An hour and 9 fish later we continued down Workmann Creek to Hell's Hole. It was now as if it got more difficult to move forward. The boulders seemed to be bigger, the pools seemed to be more frequent, and we thought we could here a lot more rattle snakes. We continued, but the speed went down significantly. At times we had to swim through pools with vertical rock walls, and at times we had to slide down on our behinds, and jump from the boulders down into the pools, without knowing how deep the pool was. At one point we were doing this, and James got in first. The pools were not too deep, the water only reached him to his knees. When I got in, I couldn't stop because of the weight of my backpack, so I continued down into the pool, down on both my knees, as if I was praying. I was very lucky I didn't hurt myself. I got away with only a little bruise on my knee. I then realized that I was not wearing my watch any more. I had lost it somewhere in Workmann Creek. We spend a few minutes looking for it, but we couldn't find it, so we continued down the creek.
It was now past noon, and we still haven't arrived at Hell's Hole. The surounding landscape didn't look too familiar neither, so we started wondering where we were. We thought Hell's Hole would be just around the corner, but every time we turned a corner, it didn't look like Hell's Hole.
It was now in the afternoon, and we were getting tired. In the beginning it had been so nice with a little swim in the pools now and then, but know it seemed as if there were more and more pools, and the water was also unpleasantly cold. The pools were also getting more difficult to cross. Either they were very long, or it was very difficult to get down into them, or back out of them. We got to a pool like this, it was long and narrow with a little rock island in the middle. We had managed to get down from some boulders using ropes and dead trees, and Ron and I was now walking around trying to find a good place to get into the pool, when he suddenly slipped and hit his toe on a rock. The blood was pouring out, but Ron didn't say a word, but taped his toe up so he could continue. I tied my backpack to the inner tube, and slid down with it into the pool. The water felt very cold now. I swam across the pool, untied my backpack, and swam back with the inner tube. It took about 4 trips until all our backpacks was safely on the other side of the pool.
It was now getting late, and the sun was about to set. Since we were walking down in a canyon, it was already getting dark, and we were now seriously wondering if we would make it to Hell's Hole that day at all. When it got dark, we wouldn't be able to continue any further. The last couple of ours, the surrounding landscape had looked quite familiar, and we thought we would arrive in Hell's Hole any time, but we still weren't there. We now started wondering if we maybe had passed Hell's Hole without noticing it, but that seemed very unlikely. It wasn't 2 weeks since we had been there last, so for sure we would be able to recognize it. If we indeed had passed Hell's Hole we would be in big trouble, as there would be 32 miles to the next place where we would be able to get out of the canyon. Realizing we wouldn't be able to make it to Hell's Hole that night, we now started looking for a place to camp. We weren't too happy about that, but Ron's son who was only 9 years old, and his poor dog were too exhausted to continue.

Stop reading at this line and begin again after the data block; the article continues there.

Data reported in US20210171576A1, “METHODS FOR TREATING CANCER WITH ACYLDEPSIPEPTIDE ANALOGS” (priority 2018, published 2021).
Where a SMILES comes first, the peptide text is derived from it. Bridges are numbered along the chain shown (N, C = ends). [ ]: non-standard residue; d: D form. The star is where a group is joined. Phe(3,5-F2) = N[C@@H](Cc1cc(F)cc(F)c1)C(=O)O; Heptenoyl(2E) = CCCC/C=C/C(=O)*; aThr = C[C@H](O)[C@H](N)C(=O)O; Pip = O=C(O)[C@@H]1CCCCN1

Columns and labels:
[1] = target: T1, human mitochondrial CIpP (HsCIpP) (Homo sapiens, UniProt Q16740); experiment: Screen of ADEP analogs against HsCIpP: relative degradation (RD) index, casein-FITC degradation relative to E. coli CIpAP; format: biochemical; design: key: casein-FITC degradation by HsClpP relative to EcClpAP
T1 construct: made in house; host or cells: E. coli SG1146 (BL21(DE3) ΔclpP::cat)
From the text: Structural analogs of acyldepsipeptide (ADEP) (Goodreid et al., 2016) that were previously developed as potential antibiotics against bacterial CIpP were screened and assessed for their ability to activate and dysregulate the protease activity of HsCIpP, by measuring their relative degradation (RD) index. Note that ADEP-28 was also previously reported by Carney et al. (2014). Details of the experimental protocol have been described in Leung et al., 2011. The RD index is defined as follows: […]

We found a flat spot where some boulders almost had formed a cave. We decided to camp there and disappointedly started to unpack our backpacks. James was standing on a boulder looking searchingly around on the surrounding landscape. "I've found Hell's Hole" he suddenly shouted. "It's just around the corner". We didn't really believe him. We had been thinking that for the last couple of ours, and we had been wrong all the time. But James insisted. Ron definitely didn't want to move now. His son and dog were too tired, and he didn't want to continue down the creek just to find that James was wrong. However, if James was right, it would be a great relief, so James and I decided to check it out before unpacking any further.
It was now completely dark, and there was one pool between where we were and what we thought was Hell's Hole. We had had enough of swimming for that day, so instead of taking the short route through the pool we crawled on all 4 through several bushes in the side of the pool.
Indeed if James wasn't right. Hell's Hole was just around the corner. This was too good to believe. After having hiked in the creek for 12-13 hours we were finally there. What a relief. Now we didn't have to hike and swim down the creek again on Sunday, but we could just take it easy and walk back out. We hurried back to Ron and told him about the good news. First he wouldn't go the last piece, but we finally convinced hime, and a little later we all arrived in Hell's Hole totally exhausted, but very happy that we made it.
We put up our tents and Brad and the dog went directly to bed. James just managed to cook the 9 fish and the beans, and I opened the bottle of wine I had brought. We enjoyed the food, and wine, and Ron went to bed after finishing. It was now 22:00 and completely dark. James and I were lying on the ground looking at the stars enjoying being tired, and enjoying having made it all the way anyway. James suddenly turns to me and says "Jens, I am so tired I can't get up".
When we got out of bed the following morning we were all still very tired. We had breakfast and were ready to leave Hell's Hole at around 9. In front of us was now the steep mountain side which I had said to myself "Never again", and now here I was again. However. After the 13 hours in the creek the day before, this steep mountain side which had been hell two weeks earlier was now only an easy obstacle to over come. I suddenly felt full of energy, and I went up the mountain without any difficulties. James followed a little behind, while Ron and Brad was a little slower. The 5 miles over the two mountains felt like a piece of cake, and I was back out by the van again in no time. What a difference 13 hours in a little creek can make. James and I got something to drink by the van, and heard then something sounding like a pistol shot. Ron had of course brought one of his pistols just in case we should encounter a puma which would like his dog for lunch. We were a little afraid they had gotten into trouble, maybe run out of water and shot in the air as a signal, so I grabbed some water and went back down the trail to look for them. I didn't have to walk far before I saw them. They were happy to get the water I had brought, and we walked the last piece back to the van together.
And that is how our second trip to Hell's Hole ended.